By Eric Partridge
;A Dictionary of capture words ГУМАНИТАРНЫЕ НАУКИ,НАУКА и УЧЕБА Автор: Eric Partridge Название: A Dictionary of trap words Издательство: RoutledgeГод: 2005 Формат: pdf Размер: five Mb Язык: английскийFrequently, seize words aren't, within the grammarians’ feel, words in any respect, yet sentences. trap words, just like the heavily associated proverbial sayings, are self-contained, as, evidently, clichйs are too. capture words tend to be extra pointed and ‘human’ than clichйs, even supposing the previous occasionally come up from, and infrequently they generate, the latter. sometimes, capture words stem from too recognized quotations. trap words usually supply—indeed they are—conversational gambits; frequently, too, they upload a pithy, probably earthy, remark. except the unavoidable ‘he-she’ and ‘we-you-they’ conveniences, they're immutable. you've got perceived that the types trap word, Proverbial announcing, recognized Quotations, Clichй, could coexist:they are usually not snobbishly unique, anybody of the other. actually depends at the context, the nuance, the tone. rapidshare zero
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Additional resources for A Dictionary of Catch Phrases
E. you haven’t helped me one bit by what you have just done. and all like that. A var. of and like that. , and all such things) was SE until 1929, when Robert Graves changed all that in his very distinguished war book, Goodbye to All That. P. later reconsidered thus:] I have come to think that, since WW2, the phrase has been gradually reverting to its status as an ordinary free-and-easy example of good coll. , and that it had completed the cycle by 1970. Yeatman’s skit on English history, 1066 and All That, which appeared in 1930.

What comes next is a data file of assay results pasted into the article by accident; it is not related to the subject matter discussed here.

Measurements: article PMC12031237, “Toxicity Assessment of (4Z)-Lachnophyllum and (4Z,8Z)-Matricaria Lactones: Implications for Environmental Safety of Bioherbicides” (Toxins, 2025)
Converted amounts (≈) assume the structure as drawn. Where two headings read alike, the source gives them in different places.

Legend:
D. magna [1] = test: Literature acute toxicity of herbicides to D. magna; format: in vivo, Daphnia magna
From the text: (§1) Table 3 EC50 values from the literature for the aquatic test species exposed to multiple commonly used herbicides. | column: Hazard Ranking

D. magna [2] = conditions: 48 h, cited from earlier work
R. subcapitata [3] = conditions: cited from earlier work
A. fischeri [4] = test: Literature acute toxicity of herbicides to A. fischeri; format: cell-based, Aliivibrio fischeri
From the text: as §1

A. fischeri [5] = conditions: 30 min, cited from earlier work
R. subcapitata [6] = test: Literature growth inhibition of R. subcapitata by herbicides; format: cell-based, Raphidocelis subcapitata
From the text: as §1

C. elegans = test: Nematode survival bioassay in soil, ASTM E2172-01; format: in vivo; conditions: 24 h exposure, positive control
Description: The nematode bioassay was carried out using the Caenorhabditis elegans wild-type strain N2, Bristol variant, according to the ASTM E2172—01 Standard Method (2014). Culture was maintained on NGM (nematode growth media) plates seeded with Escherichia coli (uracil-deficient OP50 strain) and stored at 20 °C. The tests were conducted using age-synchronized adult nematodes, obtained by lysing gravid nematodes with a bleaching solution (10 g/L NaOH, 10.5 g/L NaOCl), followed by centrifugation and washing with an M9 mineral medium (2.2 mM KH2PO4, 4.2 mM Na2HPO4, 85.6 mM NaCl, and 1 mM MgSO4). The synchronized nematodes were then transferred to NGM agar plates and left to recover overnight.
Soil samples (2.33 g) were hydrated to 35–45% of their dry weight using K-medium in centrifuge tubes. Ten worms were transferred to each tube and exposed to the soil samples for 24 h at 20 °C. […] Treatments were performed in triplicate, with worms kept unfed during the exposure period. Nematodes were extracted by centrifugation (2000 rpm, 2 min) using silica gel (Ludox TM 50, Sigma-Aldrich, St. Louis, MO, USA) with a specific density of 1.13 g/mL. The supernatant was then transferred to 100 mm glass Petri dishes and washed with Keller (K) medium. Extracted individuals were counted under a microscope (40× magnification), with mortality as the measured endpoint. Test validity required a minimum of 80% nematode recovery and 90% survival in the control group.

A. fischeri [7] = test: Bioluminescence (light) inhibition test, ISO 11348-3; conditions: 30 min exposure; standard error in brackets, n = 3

All serene”, all right; a phrase taken from a comic song and used, when first introduced, on all occasions. S. ’ It was, in England, still being used right up to WW2. all shit and biscuits, like the bottom of a baby’s pram. Very messy and untidy: domestic. , 1962, with var. ) Ct all crumbs at all wind… all shit or all shine with them. See: all honey… all show and no go (—he’s or she’s). p. is ‘said of someone who puts on airs with promise of “great expectations” but who fails entirely or falls woefully short of the goal.
1860–1900. : C20. v. and now for something completely different. ‘Originated with the BBC TV show Monty Python’s Flying Circus, and satirised the news programme introducers’ habit of using the phrase to link two dissimilar news (or magazine programme) items. Now so well known that no radio man can possibly use it’ (Derek Parker, 1977). The Monty Python series was first broadcast in 1969. and once more, for the gods! ‘Addressed to someone who sneezes (or, more rarely, breaks wind) several times.